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Marine Corps Logistics Base Albany

Readiness Enabler for Operational Forces  •
Boxing sparks warrior spirit;

By Cpl. Nicholas Tremblay | | August 15, 2002

To keep the "warrior spirit" alive among Marines at Marine Corps Logistics Base Albany, a boxing tournament is currently in the making.

Sgt. Maj. Stephen Martin, Marine Corps Logistics Bases sergeant major, is coordinating the event. Although his purpose is to put all the pieces together for a great fun-filled event, his main focus is safety.

Approximately 30 boxers are training with Sgt. Jeffery Gibson, data analyst with Materiel Command, for the event, scheduled for September. The majority of the boxers are amateurs and have no prior boxing experience. Among the contenders are several female Marines who will square off against each other.

Boxing originated more than 5,000 years ago. The sport was popular in ancient Greece, and in its early forms, pitted men against each other to exchange punches to the face only. The match continued until one man was knocked unconscious, at which time his opponent continued beating him until death. Boxing was eventually banned until later years when rules were introduced to make the sport less savage. Boxing pits two men against each other and is a true test of brute strength.

Although boxers are already training on base, Martin and Gibson continue to look for more men and women to step up to the challenge. During the training Gibson covers everything from conditioning to defensive and offensive boxing maneuvers. He makes sure all the boxers will have the endurance and skill to last three rounds in the ring.

Martin encourages all base service members to take part in the event, even sailors and soldiers because they too are part of the base community, he said.

During the fights each boxer will wear protective headgear, a mouthpiece and 16 ounce gloves. They will square off in a regulation size 20-foot by 20-foot ring. Inside the ring with the fierce competitors, a referee will officiate the match. Along with making sure it is a clean fight, the referee will also ensure the fighters' safety. Each match will consist of three two-minute rounds. If either opponent is not knocked down, the winner of the match will be decided by a panel of judges.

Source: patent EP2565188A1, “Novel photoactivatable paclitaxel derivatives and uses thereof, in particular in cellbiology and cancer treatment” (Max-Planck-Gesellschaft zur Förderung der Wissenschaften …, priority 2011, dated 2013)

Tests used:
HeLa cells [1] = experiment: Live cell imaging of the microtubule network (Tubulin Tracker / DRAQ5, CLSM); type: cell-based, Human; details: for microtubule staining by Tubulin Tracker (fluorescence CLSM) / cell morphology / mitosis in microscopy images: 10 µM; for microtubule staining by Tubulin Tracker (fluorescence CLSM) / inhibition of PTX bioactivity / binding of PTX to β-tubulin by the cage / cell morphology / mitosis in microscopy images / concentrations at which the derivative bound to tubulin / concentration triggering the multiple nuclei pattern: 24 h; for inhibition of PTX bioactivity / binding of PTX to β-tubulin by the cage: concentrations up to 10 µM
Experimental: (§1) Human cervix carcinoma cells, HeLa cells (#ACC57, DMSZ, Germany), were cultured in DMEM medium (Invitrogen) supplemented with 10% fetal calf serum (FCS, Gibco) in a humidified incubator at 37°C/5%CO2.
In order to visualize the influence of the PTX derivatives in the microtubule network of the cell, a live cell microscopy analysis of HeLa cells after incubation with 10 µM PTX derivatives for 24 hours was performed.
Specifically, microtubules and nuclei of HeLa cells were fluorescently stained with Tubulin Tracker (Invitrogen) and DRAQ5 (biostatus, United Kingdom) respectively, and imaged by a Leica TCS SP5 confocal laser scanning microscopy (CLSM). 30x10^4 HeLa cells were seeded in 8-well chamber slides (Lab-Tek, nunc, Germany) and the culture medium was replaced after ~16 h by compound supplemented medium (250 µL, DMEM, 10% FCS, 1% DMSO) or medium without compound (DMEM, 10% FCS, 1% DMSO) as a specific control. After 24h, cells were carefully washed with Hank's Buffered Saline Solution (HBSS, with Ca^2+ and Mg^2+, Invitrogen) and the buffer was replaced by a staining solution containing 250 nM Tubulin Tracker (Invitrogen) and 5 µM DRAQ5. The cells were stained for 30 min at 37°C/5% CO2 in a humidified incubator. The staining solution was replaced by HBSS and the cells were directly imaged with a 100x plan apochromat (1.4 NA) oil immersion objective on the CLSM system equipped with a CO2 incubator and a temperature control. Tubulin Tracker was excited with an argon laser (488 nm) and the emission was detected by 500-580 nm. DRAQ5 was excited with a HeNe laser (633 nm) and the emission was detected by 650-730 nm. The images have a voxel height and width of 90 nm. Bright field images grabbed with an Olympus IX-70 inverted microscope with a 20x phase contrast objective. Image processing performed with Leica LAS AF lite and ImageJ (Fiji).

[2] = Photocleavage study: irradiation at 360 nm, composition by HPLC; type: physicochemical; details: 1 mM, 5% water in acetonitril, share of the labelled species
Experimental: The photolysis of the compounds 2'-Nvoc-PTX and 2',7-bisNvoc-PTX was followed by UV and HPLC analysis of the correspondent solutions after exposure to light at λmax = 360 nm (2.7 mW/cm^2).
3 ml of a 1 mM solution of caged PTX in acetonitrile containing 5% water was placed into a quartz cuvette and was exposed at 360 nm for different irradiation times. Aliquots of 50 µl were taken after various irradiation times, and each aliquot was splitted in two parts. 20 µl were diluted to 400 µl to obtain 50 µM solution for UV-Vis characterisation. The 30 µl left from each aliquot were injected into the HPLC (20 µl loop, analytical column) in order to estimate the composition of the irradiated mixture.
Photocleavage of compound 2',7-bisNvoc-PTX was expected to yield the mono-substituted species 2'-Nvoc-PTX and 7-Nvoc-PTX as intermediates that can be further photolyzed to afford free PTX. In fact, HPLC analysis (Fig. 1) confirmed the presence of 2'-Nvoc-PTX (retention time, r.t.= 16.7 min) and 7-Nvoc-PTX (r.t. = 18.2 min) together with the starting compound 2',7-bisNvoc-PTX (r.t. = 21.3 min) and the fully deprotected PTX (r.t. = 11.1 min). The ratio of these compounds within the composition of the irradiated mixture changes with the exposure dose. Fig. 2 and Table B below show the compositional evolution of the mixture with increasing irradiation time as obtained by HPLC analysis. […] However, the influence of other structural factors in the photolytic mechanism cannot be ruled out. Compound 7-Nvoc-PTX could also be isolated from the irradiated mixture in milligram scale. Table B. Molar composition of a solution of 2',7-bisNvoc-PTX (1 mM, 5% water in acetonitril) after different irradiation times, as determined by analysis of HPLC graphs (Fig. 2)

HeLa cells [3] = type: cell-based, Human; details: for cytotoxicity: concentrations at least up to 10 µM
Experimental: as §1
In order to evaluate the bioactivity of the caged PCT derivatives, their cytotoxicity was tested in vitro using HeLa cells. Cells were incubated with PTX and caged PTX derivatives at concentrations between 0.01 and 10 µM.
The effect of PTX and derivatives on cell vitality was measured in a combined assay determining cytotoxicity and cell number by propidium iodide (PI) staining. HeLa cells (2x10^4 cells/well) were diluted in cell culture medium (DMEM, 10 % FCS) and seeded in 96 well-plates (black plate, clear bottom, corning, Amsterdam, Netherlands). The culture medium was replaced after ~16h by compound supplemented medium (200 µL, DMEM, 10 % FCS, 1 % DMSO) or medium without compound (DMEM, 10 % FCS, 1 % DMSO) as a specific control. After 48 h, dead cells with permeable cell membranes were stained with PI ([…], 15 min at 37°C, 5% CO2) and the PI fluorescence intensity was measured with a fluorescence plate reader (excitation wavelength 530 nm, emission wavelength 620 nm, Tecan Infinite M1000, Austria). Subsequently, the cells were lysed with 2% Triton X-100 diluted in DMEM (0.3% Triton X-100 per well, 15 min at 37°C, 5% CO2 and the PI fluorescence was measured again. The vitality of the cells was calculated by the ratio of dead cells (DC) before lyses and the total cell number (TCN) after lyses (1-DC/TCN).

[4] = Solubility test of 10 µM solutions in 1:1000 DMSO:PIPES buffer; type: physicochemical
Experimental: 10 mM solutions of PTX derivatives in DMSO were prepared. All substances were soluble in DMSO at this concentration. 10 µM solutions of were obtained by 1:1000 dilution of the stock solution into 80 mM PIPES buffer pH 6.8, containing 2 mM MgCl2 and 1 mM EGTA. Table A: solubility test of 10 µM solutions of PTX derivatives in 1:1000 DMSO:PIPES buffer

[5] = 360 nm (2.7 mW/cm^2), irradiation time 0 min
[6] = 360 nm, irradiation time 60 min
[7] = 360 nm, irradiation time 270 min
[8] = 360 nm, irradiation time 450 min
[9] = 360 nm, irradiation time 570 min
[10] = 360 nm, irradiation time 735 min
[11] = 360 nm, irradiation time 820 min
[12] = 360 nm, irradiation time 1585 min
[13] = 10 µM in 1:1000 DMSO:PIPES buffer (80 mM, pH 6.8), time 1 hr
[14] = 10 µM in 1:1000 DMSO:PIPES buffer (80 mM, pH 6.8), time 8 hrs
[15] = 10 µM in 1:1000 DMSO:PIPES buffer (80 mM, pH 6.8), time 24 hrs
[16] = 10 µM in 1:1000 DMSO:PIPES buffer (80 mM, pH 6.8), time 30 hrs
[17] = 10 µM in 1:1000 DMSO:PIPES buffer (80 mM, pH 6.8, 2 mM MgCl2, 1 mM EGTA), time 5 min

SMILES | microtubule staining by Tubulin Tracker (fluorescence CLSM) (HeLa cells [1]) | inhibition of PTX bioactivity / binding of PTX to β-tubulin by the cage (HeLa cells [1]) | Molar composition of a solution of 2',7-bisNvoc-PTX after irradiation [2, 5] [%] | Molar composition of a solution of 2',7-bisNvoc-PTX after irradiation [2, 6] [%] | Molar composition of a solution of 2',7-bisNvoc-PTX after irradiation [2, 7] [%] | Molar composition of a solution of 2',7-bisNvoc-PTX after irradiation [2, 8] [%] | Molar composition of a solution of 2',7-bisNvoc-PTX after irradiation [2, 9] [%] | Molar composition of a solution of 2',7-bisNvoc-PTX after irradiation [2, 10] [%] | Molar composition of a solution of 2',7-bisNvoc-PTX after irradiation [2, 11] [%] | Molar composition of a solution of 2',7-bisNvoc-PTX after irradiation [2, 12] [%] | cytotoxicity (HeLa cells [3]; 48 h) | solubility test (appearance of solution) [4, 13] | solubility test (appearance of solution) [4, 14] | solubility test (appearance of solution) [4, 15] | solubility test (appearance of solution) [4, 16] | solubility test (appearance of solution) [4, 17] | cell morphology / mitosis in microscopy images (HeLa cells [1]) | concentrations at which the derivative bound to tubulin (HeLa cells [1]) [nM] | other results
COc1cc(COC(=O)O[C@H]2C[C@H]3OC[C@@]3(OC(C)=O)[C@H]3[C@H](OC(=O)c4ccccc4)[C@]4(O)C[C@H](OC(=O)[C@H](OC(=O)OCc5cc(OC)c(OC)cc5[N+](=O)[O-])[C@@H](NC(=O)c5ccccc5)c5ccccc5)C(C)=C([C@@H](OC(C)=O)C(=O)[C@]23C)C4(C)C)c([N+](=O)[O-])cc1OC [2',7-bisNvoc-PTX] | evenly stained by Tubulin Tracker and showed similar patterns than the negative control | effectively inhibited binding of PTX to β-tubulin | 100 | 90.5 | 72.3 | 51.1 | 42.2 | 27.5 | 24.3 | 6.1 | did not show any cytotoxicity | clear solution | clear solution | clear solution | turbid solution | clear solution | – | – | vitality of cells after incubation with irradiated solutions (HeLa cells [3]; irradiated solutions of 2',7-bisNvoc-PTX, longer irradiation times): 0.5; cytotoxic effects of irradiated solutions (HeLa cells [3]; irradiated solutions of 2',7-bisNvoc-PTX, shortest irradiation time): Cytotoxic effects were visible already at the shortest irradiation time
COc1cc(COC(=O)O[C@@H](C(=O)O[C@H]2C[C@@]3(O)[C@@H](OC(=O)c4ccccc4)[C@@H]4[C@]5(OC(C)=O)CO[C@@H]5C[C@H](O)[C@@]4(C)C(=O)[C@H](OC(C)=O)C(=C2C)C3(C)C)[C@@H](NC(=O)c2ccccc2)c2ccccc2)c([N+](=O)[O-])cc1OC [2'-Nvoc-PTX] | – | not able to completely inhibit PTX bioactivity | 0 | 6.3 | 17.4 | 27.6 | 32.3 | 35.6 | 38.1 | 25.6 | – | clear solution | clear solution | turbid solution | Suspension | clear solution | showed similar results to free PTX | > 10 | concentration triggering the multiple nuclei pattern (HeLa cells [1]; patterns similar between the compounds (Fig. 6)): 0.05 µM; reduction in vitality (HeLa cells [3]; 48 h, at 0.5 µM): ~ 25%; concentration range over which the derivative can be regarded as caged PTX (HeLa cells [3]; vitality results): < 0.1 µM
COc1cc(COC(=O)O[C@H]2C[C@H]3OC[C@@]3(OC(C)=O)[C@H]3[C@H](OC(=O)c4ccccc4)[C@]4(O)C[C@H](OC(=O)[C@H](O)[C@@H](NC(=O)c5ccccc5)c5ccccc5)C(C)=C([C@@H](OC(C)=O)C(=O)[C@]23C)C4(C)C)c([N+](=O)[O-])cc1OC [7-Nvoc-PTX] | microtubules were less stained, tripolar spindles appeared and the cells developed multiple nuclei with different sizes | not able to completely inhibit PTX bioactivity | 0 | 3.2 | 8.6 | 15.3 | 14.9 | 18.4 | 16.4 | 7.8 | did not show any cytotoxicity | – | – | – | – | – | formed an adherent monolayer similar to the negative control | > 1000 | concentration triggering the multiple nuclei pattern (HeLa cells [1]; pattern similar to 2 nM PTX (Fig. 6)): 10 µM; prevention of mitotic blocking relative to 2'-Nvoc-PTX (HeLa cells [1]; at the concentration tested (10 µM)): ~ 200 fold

To ensure each match is fair, boxers will be paired according to weight, height and skill level, said Martin. When deciding who will fight whom, Martin will tell each boxer who they will fight and if for any reason they feel uncomfortable fighting that designated opponent, Martin will choose someone else.

"I want each boxer to feel comfortable with who they are fighting," said Martin. "I want the fight to be fair so it will be a challenge for each boxer."

The boxing tournament is designed to be a night when Marines, sailors, civilian personnel and their families and guests can watch boxers duke it out with each other, said Martin. For the audience's entertainment, a Disc Jockey will also be on hand to "spin records" between matches. Martin also plans to have "half time entertainment" for the audience. In addition to entertainment, food and refreshments will be sold.

"This is something that if you don't go, you'll regret it when you hear other people talk about the fun they had," said Martin. "I've hosted other smokers [boxing event] in the past, and they've been a real success with the audience."

Martin was stationed at Kings Bay, Ga., from 1996-99 where he hosted six boxing events to raise money for the base's Enlisted Marines Birthday Ball. He decided to host the same event in Albany, hoping it will be just as successful, if not more.

All the money raised at the event will be donated to the MCLB Albany Enlisted Marine Corps Birthday Ball.

"This is an event where people can come and enjoy themselves for a minimal fee," said Martin. "This event isn't designed to make a lot of money, but instead to have a cheap event people can enjoy themselves at.

"Not only will the boxing be entertaining for spectators, but it will boost the individuals' morale who box," said Martin. "It takes a lot of courage to step into the ring and challenge another man to fight. After the fight, they'll have great self-confidence, knowing they've fought someone and held their own."

Marines, sailors and soldiers interested in competing in the smoker can contact Martin at 639-5271 or Gibson at 639-5682. Gibson will train anyone willing to compete.